Na een interview van 2 uur met Jo en Truus Schoorlemmer door Mw. Leila B. Salvarerria, verscheen op 16 maart 2014 het volgende artikel in de Philippine Daily Inquirer.
Coming home: Dutch couple back to lend helping hand again
They have been coming to the Philippines for years to enjoy the sun and escape the freezing winter in the Netherlands, but this time Truus and Jo Schoorlemmer are returning the hospitality by helping the victims of Supertyphoon “Yolanda” to get back on their feet.
Through their Heetens HelpGood Center Philippines, the Dutch couple have brought relief, medical supplies and school materials to Leyte and are helping to rebuild and furnish hospitals and health centers around the province.
They also brought a solar-powered charging station for mobile phones, which, Jo noted, has proved useful considering that many areas still do not have electricity.
They are currently helping to build a hospital in Javier town, where they recently stayed for five weeks to distribute relief.
The Schoorlemmers have been working with their friend, Javier Mayor Sandy Javier, soliciting donations of equipment from medical centers in the Netherlands for the hospital they are building, which the town desperately needs.
This assistance is not a one-time thing, the couple said. They will continue to seek and receive donations from the Netherlands for the Philippines, to help in the recovery of the devastated communities, Jo said.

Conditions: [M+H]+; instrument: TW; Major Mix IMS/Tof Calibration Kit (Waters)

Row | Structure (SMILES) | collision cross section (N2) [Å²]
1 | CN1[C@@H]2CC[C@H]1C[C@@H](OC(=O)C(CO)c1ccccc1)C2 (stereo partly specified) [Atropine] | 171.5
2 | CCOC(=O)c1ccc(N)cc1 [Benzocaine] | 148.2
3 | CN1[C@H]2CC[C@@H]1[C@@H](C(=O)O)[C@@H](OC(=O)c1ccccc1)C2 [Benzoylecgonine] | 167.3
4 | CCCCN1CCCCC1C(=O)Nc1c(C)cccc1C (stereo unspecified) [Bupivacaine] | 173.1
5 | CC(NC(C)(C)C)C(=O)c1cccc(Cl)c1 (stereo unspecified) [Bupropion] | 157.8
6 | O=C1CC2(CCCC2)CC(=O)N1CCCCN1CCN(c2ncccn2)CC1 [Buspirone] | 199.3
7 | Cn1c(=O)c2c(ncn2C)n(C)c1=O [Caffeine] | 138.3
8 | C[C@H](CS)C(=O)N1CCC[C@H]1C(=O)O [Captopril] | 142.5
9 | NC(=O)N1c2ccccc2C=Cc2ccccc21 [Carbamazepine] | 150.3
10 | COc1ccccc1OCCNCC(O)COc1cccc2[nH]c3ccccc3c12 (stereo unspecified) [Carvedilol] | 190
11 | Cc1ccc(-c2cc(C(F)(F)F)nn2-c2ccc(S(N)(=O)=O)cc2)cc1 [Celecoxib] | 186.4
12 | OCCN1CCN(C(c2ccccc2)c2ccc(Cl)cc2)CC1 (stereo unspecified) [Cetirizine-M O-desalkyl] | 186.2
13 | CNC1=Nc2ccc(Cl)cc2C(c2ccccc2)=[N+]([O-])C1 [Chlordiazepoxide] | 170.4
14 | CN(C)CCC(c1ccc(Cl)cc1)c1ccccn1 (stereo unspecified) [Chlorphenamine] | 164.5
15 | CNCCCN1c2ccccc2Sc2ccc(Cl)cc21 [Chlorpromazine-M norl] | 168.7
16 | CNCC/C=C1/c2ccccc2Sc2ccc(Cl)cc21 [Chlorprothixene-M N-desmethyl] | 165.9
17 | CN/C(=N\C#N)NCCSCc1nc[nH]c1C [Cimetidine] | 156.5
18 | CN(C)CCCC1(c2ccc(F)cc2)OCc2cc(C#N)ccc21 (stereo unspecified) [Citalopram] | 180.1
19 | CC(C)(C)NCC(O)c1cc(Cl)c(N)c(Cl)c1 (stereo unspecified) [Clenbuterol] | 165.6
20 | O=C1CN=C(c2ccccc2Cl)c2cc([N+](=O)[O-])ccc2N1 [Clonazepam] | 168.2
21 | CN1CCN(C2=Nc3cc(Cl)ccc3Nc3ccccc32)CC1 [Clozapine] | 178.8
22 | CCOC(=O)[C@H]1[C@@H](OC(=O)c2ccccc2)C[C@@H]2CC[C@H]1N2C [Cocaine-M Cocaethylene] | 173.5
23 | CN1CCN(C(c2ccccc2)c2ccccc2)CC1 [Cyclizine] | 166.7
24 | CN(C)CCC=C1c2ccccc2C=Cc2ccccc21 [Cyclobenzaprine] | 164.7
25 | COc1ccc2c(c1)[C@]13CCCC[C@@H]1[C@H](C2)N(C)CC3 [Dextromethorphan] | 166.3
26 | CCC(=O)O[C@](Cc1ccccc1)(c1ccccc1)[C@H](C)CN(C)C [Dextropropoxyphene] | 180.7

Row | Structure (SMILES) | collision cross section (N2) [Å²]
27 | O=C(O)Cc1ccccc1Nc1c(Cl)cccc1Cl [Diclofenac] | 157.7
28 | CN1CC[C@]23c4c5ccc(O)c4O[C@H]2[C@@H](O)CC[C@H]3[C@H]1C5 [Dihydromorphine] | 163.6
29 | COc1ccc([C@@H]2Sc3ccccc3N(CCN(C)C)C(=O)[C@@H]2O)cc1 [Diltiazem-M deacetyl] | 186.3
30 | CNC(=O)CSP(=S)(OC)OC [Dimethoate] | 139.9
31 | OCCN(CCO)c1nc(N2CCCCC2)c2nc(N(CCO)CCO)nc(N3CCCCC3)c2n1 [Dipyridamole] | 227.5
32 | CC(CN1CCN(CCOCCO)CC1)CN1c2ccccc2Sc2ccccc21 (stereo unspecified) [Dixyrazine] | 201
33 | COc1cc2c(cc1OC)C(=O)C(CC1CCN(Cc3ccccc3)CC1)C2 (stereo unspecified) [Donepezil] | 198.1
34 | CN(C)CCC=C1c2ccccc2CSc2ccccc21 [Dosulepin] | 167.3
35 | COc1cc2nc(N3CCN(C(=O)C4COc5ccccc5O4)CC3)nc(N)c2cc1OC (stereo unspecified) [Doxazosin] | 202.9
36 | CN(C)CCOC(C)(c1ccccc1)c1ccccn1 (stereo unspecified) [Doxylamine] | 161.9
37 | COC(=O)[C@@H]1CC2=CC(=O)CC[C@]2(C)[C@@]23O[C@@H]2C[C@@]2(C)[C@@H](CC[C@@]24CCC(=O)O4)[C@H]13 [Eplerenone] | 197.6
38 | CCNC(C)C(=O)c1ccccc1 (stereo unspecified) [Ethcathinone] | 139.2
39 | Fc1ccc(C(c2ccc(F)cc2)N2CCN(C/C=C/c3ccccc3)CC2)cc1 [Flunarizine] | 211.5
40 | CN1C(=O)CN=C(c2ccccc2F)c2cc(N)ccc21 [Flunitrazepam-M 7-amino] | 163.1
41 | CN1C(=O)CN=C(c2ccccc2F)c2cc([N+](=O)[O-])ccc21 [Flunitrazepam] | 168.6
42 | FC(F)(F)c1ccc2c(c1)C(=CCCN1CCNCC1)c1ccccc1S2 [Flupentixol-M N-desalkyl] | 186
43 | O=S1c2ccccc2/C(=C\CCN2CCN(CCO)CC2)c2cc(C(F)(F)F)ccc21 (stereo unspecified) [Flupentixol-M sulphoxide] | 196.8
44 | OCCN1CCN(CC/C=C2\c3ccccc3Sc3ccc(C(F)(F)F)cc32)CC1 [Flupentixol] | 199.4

The HelpGood Center has long been serving as a bridge between Filipino communities and the Dutch people and organizations in the Netherlands wanting to send help to the Philippines. It has been collecting donations and delivering them to several provinces, including Camiguin, Mindoro and Quezon, over the past decade.
The foundation is run mostly with the help of elderly volunteers in the village of Heeten, and one of the reasons the donations have been pouring in is its credibility, the Schoorlemmers said.
The couple make sure that they are present to distribute the donations and document the event so that the donors will see that these are properly given to those who need them, Jo explained.
“We show people that the goods come to the right place,” he said.
Immediately after the supertyphoon hit, Dutch television and radio stations went to visit the foundation and started broadcasting calls for donations for the devastated towns and cities, Truus recalled.
The couple also help facilitate a connection between the donors and the recipients. They often return home with many thank-you notes from the recipient communities for the donors from Holland.
Letters to donors
One group that sent school supplies to high school students in Javier asked that the student recipients write back to the donors and tell them about their experience during Yolanda’s onslaught.
“It’s amazing to read these stories,” Jo said.
The couple will take the letters back to the Netherlands when they return home next month in time for spring.
The Schoorlemmers also enjoy touching base with the people they help, and are hands-on in the distribution of food, clothing and other necessities.
They don’t find their age to be a barrier, said Jo, 70, and Truus, 67.
Truus likes to visit the homes of the people they are helping to see how they live and to check if there are other ways in which they can be of help. Sometimes, she said, they learnmore about these people than the local government officials or social workers.